According to the data in Diana Walstad's book "Ecology of the Planted Aquarium" even the so-called "hard-water" plants should do more than fine with 3 ppm Ca and 1 ppm Mg. There's no physiological need for supplying more. The plants are not physiologically able to uptake more. Believe it or not, according to my experiments, plants under high light and high CO2 levels can uptake (consume) no more than 1 ppm Ca per week. Still, they can do fine even under much higher Ca/Mg concentrations (as is our experience), but that does not mean they have any further advantage from these elevated levels.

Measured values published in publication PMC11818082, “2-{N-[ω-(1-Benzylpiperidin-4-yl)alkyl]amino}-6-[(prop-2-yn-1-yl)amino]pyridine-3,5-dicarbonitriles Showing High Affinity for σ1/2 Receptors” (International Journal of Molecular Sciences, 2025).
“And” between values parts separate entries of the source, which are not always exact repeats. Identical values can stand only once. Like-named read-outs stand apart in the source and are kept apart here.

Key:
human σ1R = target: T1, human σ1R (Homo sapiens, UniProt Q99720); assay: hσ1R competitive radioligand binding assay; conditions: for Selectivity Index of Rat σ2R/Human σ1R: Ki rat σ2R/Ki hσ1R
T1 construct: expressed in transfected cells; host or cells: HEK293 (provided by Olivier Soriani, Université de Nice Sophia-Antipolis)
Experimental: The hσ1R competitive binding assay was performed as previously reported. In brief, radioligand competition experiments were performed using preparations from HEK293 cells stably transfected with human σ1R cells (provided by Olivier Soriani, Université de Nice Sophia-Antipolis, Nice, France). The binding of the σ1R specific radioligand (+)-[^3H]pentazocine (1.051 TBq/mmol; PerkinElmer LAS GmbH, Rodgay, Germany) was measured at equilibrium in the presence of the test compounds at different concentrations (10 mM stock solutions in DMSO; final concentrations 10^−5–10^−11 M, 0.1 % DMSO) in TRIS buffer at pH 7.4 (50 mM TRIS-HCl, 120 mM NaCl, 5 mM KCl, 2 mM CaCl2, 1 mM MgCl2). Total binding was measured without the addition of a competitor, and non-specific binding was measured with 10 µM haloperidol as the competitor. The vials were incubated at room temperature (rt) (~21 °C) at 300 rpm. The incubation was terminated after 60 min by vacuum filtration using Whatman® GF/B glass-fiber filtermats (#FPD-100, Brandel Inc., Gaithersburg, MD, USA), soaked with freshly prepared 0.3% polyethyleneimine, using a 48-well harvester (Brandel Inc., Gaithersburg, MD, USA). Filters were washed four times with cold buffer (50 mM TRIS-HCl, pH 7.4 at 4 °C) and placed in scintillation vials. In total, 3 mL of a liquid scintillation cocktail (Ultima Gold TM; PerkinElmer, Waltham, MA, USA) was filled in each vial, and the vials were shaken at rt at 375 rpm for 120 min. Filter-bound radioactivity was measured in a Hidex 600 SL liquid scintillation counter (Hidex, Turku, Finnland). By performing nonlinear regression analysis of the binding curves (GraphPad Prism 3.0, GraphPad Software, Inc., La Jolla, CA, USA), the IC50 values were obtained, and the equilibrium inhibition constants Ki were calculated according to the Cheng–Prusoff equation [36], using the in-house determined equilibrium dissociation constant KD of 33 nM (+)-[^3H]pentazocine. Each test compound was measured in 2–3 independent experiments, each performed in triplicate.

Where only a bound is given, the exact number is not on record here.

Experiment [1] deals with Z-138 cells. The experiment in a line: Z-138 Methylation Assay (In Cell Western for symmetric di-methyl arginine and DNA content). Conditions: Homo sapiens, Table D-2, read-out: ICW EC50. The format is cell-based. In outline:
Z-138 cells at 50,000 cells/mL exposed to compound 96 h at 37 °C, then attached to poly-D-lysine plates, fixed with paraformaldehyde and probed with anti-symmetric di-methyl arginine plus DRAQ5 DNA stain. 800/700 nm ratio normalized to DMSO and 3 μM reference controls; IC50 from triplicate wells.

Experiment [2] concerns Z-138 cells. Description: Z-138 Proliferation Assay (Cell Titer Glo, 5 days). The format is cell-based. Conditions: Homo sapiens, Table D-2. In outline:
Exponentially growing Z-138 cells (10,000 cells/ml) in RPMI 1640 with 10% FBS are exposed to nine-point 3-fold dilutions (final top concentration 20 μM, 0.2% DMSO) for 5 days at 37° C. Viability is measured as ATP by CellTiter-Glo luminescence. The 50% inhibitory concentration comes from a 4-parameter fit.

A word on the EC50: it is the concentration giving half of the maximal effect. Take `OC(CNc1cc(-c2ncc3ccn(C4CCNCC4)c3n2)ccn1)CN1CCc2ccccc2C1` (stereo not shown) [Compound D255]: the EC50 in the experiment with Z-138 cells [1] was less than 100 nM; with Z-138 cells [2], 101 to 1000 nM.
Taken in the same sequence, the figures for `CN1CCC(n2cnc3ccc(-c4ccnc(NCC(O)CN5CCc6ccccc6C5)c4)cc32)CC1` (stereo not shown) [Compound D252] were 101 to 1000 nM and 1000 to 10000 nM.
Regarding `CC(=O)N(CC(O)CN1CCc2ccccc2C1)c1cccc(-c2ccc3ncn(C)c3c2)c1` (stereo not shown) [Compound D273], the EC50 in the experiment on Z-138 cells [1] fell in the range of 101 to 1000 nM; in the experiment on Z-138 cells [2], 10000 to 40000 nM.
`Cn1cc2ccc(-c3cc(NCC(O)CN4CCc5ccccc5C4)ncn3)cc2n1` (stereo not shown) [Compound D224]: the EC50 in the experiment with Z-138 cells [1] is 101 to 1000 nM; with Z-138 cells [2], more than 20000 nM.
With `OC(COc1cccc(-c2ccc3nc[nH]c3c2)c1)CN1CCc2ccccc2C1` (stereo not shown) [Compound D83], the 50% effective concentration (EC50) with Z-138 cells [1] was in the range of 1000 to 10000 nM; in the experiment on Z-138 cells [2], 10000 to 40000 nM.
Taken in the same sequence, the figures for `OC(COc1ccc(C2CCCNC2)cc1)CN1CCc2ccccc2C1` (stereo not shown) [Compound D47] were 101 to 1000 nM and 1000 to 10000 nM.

But you should be aware also, that too high Ca/Mg levels can work as "stoppers" that can block the uptake sites on plant leaves, thus blocking the entrance for other cations (mainly trace elements). So when you have high Ca/Mg levels in your water it may be wise to increase the trace elements dose a little, or use better chelating agents for iron (like Fe-DTPA).
PS: I don't know what EI people base their recommendations for such a high Ca/Mg concentrations on. They should explain it. Based on scientific data and my own experiments I doubt we need such a high levels, so I can't imagine any real-life scenario where there is any need to add more Ca or Mg into your tap water.